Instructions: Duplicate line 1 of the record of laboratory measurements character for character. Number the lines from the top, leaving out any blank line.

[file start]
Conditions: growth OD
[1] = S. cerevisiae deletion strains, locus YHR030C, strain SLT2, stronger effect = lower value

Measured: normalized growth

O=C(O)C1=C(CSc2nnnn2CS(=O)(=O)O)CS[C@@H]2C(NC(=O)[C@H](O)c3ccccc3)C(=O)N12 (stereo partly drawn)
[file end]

Conditions: growth OD